Ductless air conditioners, also known as split AC systems, have two major components – the air handling unit and the condenser. These units perform two different functions with the main goal of cooling an indoor pace. For instance, the air handler is responsible for the actual cooling of air. The unit draws air from the room and passes it over a series of evaporator coils, which absorb the heat and transfer it to the refrigerant. The unit also filters air and collects any condensate that may form during the cooling process. Air conditioned air is then pushed out the other end. The condenser, on the other hand, is located outside. It is tasked with cooling the heated refrigerant and compressing it in preparation for the next cycle. The two components are connected by the refrigerant tubing and electrical wires, which supply power to the condenser.

Ductless AC Installation

Air conditioners are normally designed to cool a given volume of air inside a building. To identify the most suitable ductless AC machine for a home, the floor area must first be measured by the HVAC contractor and the BTUs needed to cool the space calculated. A suitable Energy Star rated cooling appliance is then chosen; most HVAC installers, such as Central Air and Heat company, offer financing for the AC installation service. The company also has NATE-certified technicians who have excelled in the field of ductless AC installation.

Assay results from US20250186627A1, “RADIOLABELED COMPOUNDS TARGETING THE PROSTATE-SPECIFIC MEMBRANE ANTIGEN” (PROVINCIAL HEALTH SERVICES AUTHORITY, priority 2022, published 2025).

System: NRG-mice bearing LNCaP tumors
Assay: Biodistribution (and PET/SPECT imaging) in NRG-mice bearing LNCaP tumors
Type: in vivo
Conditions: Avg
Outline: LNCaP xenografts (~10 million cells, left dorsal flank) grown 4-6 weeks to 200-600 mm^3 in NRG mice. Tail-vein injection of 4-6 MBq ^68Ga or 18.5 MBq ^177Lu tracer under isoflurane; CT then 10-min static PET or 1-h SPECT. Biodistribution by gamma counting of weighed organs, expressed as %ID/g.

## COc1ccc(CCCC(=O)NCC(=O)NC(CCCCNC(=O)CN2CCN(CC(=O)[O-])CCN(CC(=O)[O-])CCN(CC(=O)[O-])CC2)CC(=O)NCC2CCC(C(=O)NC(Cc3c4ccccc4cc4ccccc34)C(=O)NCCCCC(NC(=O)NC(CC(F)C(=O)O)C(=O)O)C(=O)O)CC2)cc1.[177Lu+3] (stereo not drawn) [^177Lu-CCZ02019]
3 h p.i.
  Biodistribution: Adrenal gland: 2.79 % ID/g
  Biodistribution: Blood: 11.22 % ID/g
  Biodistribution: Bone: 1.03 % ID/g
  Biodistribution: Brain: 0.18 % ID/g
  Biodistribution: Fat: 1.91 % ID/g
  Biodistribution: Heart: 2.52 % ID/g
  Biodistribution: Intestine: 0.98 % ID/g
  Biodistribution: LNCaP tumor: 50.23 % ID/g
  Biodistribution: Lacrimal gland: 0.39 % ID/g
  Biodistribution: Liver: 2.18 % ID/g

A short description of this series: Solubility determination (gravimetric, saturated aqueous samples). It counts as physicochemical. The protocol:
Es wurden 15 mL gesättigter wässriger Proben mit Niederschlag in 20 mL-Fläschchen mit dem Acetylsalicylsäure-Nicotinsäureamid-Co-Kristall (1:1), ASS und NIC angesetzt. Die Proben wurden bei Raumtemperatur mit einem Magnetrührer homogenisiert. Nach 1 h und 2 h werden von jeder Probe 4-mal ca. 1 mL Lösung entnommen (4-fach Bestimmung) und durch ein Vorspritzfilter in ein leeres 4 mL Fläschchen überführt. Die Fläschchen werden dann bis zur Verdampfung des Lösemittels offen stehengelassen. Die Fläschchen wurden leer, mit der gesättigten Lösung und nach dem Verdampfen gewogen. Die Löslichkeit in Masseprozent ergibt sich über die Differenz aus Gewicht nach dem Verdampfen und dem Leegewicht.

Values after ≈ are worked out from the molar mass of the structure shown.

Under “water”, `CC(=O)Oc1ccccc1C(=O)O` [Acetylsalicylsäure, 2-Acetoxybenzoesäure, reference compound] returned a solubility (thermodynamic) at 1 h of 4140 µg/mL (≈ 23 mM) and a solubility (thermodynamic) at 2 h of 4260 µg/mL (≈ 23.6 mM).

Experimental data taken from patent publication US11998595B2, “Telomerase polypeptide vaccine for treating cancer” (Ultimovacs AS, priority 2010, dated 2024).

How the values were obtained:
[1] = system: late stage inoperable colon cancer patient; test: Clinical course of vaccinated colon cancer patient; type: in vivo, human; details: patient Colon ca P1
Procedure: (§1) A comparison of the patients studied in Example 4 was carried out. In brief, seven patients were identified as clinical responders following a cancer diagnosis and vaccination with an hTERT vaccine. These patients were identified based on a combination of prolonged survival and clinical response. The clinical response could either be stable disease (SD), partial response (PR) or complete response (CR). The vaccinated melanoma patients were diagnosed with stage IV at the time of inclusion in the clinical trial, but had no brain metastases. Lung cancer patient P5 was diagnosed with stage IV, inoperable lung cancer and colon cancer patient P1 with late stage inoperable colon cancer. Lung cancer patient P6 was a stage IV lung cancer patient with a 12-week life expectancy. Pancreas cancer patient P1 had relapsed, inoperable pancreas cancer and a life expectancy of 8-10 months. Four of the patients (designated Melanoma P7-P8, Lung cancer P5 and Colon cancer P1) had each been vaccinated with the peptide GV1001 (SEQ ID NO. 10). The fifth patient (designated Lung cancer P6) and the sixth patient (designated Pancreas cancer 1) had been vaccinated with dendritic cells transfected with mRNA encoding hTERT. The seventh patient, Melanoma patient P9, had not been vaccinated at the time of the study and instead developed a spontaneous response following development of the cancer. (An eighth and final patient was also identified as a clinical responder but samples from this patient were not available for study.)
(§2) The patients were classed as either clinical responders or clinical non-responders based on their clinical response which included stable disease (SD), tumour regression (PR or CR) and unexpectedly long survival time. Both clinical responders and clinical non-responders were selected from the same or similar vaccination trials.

The Installation Process

When installing a ductless AC, the installer must consider three things; where the air handler will be installed, where the condenser should be placed and where to drill on the wall to connect the two components. The air handler can be installed on the ceiling or on the wall, while the condenser can be mounted on the rooftop, on the ground or on the outer wall of a building. Once the two components have been installed, the installer must drill a hole across the outer wall and run the refrigerant tubing as well as the electrical wires.